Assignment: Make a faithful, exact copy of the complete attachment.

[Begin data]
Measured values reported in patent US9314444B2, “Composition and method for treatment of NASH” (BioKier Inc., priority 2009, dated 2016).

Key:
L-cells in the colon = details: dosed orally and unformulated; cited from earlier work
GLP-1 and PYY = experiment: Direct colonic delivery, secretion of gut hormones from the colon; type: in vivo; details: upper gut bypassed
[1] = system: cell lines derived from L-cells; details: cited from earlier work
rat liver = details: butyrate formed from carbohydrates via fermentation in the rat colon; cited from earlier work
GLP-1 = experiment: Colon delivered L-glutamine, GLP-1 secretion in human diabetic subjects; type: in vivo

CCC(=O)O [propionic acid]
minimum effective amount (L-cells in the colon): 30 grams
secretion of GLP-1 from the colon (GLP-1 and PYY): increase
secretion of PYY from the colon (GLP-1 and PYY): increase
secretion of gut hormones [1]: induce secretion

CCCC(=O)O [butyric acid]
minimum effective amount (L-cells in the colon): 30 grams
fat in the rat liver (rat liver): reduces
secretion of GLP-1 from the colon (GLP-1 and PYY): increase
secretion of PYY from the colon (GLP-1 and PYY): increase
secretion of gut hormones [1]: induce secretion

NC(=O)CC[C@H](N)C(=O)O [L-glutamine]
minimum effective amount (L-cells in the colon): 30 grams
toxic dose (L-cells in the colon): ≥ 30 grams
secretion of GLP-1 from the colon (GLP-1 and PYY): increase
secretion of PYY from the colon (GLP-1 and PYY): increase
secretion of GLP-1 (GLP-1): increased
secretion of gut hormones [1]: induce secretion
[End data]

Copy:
Measured values reported in patent US9314444B2, “Composition and method for treatment of NASH” (BioKier Inc., priority 2009, dated 2016).

Key:
L-cells in the colon = details: dosed orally and unformulated; cited from earlier work
GLP-1 and PYY = experiment: Direct colonic delivery, secretion of gut hormones from the colon; type: in vivo; details: upper gut bypassed
[1] = system: cell lines derived from L-cells; details: cited from earlier work
rat liver = details: butyrate formed from carbohydrates via fermentation in the rat colon; cited from earlier work
GLP-1 = experiment: Colon delivered L-glutamine, GLP-1 secretion in human diabetic subjects; type: in vivo

CCC(=O)O [propionic acid]
minimum effective amount (L-cells in the colon): 30 grams
secretion of GLP-1 from the colon (GLP-1 and PYY): increase
secretion of PYY from the colon (GLP-1 and PYY): increase
secretion of gut hormones [1]: induce secretion

CCCC(=O)O [butyric acid]
minimum effective amount (L-cells in the colon): 30 grams
fat in the rat liver (rat liver): reduces
secretion of GLP-1 from the colon (GLP-1 and PYY): increase
secretion of PYY from the colon (GLP-1 and PYY): increase
secretion of gut hormones [1]: induce secretion

NC(=O)CC[C@H](N)C(=O)O [L-glutamine]
minimum effective amount (L-cells in the colon): 30 grams
toxic dose (L-cells in the colon): ≥ 30 grams
secretion of GLP-1 from the colon (GLP-1 and PYY): increase
secretion of PYY from the colon (GLP-1 and PYY): increase
secretion of GLP-1 (GLP-1): increased
secretion of gut hormones [1]: induce secretion